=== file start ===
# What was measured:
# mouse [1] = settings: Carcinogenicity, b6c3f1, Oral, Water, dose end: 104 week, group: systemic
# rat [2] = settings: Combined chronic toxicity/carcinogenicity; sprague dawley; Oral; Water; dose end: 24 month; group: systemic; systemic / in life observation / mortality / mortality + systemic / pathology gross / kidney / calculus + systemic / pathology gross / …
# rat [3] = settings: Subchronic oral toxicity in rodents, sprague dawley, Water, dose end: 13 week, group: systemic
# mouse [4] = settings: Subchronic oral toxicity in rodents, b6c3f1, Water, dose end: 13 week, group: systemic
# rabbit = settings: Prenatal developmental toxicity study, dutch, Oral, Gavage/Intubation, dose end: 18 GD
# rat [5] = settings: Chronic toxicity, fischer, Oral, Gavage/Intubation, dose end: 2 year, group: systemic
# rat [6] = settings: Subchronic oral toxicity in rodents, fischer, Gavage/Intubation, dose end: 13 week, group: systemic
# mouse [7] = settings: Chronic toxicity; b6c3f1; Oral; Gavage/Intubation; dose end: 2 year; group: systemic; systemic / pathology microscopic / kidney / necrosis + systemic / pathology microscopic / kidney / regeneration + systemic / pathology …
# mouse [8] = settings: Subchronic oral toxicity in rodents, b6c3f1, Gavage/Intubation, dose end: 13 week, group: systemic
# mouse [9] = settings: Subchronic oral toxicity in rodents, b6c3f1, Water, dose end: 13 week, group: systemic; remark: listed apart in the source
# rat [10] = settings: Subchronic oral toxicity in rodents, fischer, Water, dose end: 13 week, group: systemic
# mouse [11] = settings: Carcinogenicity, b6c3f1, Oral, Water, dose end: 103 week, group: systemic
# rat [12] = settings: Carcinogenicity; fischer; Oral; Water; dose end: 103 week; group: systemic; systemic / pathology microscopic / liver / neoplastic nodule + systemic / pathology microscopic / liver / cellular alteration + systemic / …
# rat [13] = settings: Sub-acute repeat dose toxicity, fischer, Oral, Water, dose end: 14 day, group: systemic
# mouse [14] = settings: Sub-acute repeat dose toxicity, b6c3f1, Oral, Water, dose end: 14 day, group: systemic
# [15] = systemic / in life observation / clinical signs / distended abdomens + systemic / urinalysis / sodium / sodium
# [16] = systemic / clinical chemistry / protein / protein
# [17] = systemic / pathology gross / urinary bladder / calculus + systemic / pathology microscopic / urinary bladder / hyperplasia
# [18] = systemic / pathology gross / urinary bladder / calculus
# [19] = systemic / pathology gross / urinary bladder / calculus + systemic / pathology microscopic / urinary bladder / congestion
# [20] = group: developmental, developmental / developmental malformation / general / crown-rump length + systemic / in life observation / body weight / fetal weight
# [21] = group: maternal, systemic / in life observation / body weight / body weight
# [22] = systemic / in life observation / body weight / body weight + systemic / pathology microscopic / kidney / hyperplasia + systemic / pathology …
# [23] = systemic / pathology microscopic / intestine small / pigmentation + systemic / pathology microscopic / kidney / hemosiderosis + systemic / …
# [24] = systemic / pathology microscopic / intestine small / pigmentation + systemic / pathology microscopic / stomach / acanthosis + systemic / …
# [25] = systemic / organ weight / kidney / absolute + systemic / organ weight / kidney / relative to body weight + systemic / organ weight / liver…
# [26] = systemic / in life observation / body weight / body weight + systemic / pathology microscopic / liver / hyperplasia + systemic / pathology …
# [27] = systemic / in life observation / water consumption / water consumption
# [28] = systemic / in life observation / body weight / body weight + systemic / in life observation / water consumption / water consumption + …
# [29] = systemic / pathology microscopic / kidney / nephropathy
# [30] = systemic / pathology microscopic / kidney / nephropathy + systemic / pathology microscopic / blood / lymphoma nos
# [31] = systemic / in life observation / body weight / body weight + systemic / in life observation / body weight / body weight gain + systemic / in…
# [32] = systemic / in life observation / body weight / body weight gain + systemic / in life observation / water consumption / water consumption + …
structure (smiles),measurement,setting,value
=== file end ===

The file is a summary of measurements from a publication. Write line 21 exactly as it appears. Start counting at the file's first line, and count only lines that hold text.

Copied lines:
# [19] = systemic / pathology gross / urinary bladder / calculus + systemic / pathology microscopic / urinary bladder / congestion